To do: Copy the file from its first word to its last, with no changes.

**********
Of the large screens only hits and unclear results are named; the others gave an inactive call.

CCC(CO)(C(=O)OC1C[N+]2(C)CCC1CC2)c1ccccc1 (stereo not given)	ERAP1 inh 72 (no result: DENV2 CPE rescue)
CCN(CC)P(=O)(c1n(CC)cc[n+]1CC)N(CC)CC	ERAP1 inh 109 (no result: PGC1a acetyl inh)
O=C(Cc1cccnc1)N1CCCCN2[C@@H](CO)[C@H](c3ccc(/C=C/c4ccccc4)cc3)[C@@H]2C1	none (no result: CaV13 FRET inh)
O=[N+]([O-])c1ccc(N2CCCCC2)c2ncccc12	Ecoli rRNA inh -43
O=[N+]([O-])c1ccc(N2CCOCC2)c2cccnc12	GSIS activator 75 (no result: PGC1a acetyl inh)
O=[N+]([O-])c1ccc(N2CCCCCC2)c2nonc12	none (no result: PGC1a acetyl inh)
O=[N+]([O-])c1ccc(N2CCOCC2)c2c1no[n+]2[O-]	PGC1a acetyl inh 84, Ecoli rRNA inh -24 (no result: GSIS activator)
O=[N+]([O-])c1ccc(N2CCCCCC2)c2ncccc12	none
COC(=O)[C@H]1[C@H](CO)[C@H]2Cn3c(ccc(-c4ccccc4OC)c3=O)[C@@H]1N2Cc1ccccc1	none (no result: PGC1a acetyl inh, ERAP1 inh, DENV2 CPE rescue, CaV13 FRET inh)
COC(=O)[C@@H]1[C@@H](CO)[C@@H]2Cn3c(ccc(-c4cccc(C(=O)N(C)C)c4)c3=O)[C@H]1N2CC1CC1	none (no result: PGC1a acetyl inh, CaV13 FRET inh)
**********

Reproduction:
Of the large screens only hits and unclear results are named; the others gave an inactive call.

CCC(CO)(C(=O)OC1C[N+]2(C)CCC1CC2)c1ccccc1 (stereo not given)	ERAP1 inh 72 (no result: DENV2 CPE rescue)
CCN(CC)P(=O)(c1n(CC)cc[n+]1CC)N(CC)CC	ERAP1 inh 109 (no result: PGC1a acetyl inh)
O=C(Cc1cccnc1)N1CCCCN2[C@@H](CO)[C@H](c3ccc(/C=C/c4ccccc4)cc3)[C@@H]2C1	none (no result: CaV13 FRET inh)
O=[N+]([O-])c1ccc(N2CCCCC2)c2ncccc12	Ecoli rRNA inh -43
O=[N+]([O-])c1ccc(N2CCOCC2)c2cccnc12	GSIS activator 75 (no result: PGC1a acetyl inh)
O=[N+]([O-])c1ccc(N2CCCCCC2)c2nonc12	none (no result: PGC1a acetyl inh)
O=[N+]([O-])c1ccc(N2CCOCC2)c2c1no[n+]2[O-]	PGC1a acetyl inh 84, Ecoli rRNA inh -24 (no result: GSIS activator)
O=[N+]([O-])c1ccc(N2CCCCCC2)c2ncccc12	none
COC(=O)[C@H]1[C@H](CO)[C@H]2Cn3c(ccc(-c4ccccc4OC)c3=O)[C@@H]1N2Cc1ccccc1	none (no result: PGC1a acetyl inh, ERAP1 inh, DENV2 CPE rescue, CaV13 FRET inh)
COC(=O)[C@@H]1[C@@H](CO)[C@@H]2Cn3c(ccc(-c4cccc(C(=O)N(C)C)c4)c3=O)[C@H]1N2CC1CC1	none (no result: PGC1a acetyl inh, CaV13 FRET inh)